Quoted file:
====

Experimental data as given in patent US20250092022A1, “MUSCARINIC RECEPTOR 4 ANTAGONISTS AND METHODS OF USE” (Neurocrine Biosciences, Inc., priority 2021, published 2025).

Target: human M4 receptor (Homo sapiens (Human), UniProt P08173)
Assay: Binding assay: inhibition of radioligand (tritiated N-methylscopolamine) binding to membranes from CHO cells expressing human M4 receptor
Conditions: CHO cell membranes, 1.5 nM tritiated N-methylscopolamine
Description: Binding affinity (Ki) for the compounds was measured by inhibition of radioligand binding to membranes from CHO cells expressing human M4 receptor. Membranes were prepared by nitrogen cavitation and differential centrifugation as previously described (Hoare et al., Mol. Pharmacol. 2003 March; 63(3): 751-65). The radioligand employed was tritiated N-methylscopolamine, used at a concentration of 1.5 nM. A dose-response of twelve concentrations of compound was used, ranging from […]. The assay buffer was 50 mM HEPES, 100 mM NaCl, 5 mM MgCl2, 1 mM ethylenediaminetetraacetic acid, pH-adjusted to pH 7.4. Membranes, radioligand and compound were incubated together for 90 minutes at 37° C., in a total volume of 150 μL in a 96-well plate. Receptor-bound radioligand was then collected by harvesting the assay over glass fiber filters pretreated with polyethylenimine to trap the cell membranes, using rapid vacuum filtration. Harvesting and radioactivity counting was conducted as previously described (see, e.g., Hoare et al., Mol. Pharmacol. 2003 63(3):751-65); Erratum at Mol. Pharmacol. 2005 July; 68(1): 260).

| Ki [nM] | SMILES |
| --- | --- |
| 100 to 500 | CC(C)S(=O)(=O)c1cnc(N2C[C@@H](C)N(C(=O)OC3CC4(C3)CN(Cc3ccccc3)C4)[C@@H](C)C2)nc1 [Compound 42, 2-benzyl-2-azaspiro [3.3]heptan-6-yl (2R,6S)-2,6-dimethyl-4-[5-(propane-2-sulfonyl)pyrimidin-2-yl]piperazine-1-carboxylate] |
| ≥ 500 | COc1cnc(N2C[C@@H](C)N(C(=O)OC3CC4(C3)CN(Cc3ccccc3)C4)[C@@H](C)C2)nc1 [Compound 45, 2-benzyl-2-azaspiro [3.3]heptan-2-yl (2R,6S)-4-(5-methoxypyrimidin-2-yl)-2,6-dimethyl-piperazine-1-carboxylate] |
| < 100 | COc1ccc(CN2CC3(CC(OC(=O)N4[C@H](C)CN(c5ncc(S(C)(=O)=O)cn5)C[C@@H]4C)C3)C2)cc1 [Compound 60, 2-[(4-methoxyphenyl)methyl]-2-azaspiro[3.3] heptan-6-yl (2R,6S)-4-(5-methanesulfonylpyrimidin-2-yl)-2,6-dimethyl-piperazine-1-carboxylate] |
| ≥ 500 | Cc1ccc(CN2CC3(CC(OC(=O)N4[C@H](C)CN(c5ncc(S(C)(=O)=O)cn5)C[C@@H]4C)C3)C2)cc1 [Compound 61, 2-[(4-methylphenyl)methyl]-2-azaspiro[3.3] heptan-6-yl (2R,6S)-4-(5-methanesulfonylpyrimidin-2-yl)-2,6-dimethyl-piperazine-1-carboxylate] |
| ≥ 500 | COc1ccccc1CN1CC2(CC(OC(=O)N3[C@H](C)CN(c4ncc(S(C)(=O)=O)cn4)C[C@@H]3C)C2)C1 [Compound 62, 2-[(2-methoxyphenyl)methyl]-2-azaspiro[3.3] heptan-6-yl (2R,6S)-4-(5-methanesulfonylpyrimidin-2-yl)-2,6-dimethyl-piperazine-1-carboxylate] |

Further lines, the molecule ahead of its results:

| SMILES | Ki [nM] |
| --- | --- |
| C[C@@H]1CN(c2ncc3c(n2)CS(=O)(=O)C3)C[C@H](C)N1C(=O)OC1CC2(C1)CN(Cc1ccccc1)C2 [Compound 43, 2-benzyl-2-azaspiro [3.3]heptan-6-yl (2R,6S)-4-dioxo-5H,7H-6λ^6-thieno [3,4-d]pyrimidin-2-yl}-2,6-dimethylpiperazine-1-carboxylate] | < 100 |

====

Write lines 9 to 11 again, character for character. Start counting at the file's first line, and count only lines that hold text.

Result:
| ≥ 500 | COc1cnc(N2C[C@@H](C)N(C(=O)OC3CC4(C3)CN(Cc3ccccc3)C4)[C@@H](C)C2)nc1 [Compound 45, 2-benzyl-2-azaspiro [3.3]heptan-2-yl (2R,6S)-4-(5-methoxypyrimidin-2-yl)-2,6-dimethyl-piperazine-1-carboxylate] |
| < 100 | COc1ccc(CN2CC3(CC(OC(=O)N4[C@H](C)CN(c5ncc(S(C)(=O)=O)cn5)C[C@@H]4C)C3)C2)cc1 [Compound 60, 2-[(4-methoxyphenyl)methyl]-2-azaspiro[3.3] heptan-6-yl (2R,6S)-4-(5-methanesulfonylpyrimidin-2-yl)-2,6-dimethyl-piperazine-1-carboxylate] |
| ≥ 500 | Cc1ccc(CN2CC3(CC(OC(=O)N4[C@H](C)CN(c5ncc(S(C)(=O)=O)cn5)C[C@@H]4C)C3)C2)cc1 [Compound 61, 2-[(4-methylphenyl)methyl]-2-azaspiro[3.3] heptan-6-yl (2R,6S)-4-(5-methanesulfonylpyrimidin-2-yl)-2,6-dimethyl-piperazine-1-carboxylate] |